14 Jul Last African-American Veteran of D-Day Laid to Rest
The last surviving African-American combat Veteran of D-Day, Henry Parham, died on July 4 in Pittsburgh at the age of 99 from bladder cancer.
On D-Day, he served as a private in the 320th Barrage Balloon Battalion. He even appeared in a video interview in 2013 conducted by the American Legion Magazine.
In the interview, he described his role as an Army balloon crewman and explained the nature of his work.
Parham also served as a district deputy and post commander. He volunteered in VA-run hospitals and organized several parades on Memorial Day.
His funeral service included all military honors performed by the guards of American League Post 980. He was buried in the Allegheny Cemetery at the Allegheny County Soldier’s Plot. His funeral services were conducted at Rose Funeral Home.
Jeff Pope, a friend of late Parham, said he has the softest voice and a heartening laugh. He said, “He was a man’s man. He walked tall among men. It’ll be a long time before we see one like him again.”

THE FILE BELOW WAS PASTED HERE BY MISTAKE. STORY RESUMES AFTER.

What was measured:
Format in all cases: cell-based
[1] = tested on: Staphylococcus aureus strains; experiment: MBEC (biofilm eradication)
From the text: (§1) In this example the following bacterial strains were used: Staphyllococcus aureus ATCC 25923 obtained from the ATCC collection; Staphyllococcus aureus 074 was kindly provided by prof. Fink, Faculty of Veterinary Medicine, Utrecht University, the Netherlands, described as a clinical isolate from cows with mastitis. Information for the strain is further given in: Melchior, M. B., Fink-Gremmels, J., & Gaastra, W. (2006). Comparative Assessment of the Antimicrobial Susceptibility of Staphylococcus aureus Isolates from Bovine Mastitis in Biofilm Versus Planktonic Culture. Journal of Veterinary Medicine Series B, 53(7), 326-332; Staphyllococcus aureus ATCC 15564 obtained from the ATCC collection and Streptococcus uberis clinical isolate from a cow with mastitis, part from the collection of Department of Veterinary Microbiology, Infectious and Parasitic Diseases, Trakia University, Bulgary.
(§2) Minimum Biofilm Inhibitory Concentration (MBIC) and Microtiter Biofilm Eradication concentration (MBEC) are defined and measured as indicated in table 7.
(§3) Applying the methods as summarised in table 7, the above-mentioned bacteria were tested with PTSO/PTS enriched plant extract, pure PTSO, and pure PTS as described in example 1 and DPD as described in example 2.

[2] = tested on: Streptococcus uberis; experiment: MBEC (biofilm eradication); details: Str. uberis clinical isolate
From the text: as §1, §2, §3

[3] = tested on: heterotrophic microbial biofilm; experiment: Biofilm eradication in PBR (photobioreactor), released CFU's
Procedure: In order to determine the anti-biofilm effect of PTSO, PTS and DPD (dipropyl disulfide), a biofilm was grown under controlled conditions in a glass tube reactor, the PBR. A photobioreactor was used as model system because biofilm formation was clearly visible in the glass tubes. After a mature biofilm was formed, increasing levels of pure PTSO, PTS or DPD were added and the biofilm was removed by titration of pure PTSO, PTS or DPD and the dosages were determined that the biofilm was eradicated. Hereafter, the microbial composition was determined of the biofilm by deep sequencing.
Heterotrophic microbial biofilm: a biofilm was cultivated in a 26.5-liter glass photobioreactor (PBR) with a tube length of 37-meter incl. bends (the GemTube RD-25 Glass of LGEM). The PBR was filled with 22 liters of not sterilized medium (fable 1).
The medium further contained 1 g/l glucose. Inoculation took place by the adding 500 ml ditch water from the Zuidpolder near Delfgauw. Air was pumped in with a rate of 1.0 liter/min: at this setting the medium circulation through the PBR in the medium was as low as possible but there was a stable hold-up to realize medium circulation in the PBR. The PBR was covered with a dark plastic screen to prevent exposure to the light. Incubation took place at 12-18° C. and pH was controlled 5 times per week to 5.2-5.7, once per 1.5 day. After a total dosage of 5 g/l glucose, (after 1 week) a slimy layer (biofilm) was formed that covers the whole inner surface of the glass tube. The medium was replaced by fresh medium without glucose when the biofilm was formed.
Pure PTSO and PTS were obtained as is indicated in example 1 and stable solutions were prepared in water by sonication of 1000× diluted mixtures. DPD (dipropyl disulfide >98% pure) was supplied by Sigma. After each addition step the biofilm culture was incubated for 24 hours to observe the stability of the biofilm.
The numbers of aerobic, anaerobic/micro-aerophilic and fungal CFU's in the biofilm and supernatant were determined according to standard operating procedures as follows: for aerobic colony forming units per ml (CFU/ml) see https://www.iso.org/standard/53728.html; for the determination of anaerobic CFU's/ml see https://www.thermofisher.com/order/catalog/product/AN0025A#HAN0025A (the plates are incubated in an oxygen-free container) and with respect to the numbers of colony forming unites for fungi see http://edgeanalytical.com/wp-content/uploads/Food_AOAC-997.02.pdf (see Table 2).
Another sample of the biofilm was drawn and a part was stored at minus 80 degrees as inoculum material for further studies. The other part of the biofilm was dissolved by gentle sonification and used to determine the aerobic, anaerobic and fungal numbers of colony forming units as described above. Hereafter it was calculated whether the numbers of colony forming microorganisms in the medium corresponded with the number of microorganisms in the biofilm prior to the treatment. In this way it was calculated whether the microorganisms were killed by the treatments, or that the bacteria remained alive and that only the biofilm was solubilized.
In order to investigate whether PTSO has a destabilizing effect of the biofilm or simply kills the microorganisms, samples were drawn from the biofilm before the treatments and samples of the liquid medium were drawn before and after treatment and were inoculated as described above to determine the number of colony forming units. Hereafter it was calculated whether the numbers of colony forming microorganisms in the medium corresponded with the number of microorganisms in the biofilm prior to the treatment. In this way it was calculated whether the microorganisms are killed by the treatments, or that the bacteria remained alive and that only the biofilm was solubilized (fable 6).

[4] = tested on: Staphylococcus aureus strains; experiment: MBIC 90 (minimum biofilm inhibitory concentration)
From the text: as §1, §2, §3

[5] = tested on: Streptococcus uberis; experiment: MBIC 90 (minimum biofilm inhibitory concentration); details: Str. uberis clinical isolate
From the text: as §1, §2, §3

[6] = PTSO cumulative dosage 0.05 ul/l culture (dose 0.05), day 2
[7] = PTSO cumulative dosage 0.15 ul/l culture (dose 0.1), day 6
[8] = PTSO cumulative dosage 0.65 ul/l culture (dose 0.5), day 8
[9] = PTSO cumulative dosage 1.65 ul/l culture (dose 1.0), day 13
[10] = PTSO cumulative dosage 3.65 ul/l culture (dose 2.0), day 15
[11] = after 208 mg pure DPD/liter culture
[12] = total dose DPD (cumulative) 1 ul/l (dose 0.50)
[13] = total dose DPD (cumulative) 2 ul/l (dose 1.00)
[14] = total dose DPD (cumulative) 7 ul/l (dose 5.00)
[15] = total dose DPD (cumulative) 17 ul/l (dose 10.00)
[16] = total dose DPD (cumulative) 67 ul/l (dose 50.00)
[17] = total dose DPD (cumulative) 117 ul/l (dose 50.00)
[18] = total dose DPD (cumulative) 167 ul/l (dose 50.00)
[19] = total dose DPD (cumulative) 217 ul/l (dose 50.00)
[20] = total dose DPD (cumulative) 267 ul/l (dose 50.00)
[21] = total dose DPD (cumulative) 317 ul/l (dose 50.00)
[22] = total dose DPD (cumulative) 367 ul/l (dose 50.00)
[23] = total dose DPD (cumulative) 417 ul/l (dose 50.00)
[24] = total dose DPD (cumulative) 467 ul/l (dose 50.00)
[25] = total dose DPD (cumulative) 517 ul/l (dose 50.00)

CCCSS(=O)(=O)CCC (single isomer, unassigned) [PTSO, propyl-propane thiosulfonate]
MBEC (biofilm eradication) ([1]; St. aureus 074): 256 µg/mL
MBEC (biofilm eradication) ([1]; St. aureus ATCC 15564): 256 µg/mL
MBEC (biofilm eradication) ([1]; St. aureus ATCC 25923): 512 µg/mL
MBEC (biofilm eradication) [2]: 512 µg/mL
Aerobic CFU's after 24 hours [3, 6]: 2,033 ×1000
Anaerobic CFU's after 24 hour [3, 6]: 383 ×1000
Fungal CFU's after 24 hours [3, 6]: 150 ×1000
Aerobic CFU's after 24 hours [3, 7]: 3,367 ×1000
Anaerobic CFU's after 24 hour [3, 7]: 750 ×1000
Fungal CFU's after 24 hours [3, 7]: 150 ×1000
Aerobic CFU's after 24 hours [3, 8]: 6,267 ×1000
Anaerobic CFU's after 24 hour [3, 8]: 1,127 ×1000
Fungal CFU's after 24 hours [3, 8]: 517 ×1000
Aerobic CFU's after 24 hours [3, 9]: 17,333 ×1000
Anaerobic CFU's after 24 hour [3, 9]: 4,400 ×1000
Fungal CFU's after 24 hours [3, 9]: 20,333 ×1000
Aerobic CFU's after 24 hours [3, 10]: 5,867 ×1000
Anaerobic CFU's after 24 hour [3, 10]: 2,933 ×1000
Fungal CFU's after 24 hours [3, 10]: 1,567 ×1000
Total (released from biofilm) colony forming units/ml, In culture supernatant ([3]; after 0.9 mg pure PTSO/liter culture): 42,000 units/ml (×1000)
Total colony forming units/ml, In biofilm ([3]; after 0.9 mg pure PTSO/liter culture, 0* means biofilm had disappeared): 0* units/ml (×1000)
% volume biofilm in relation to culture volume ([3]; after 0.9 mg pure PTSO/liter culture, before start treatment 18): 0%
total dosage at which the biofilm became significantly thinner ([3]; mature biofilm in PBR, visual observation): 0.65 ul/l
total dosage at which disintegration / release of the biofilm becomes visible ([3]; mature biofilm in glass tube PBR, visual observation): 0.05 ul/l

Pope, Parham and Parham,s 45-year-old wife-Ethel Parham, all met through American Legion and have been friends for more than three decades.
After Parham’s death, Ethel contacted Pope personally to help her arrange funeral services. At Mr. Parham’s funeral service, his 35-year long friend, Pope, honored his courage, services and sacrifice by handing Ms. Parham the final rounds that were fired from the honor guard’s firing squad.
Ethel accepted the rounds and the US Flag. She then placed a flower over her husband’s casket as a final goodbye.
In an interview, Ethel said, “He lived a good life. He was well taken care of, and we traveled and had a beautiful life. I thank God that he lived long enough to get these accolades. He deserved it.”
Parham’s great-great-nephew, Rev. Michael Parker II, led the prayers at his funeral.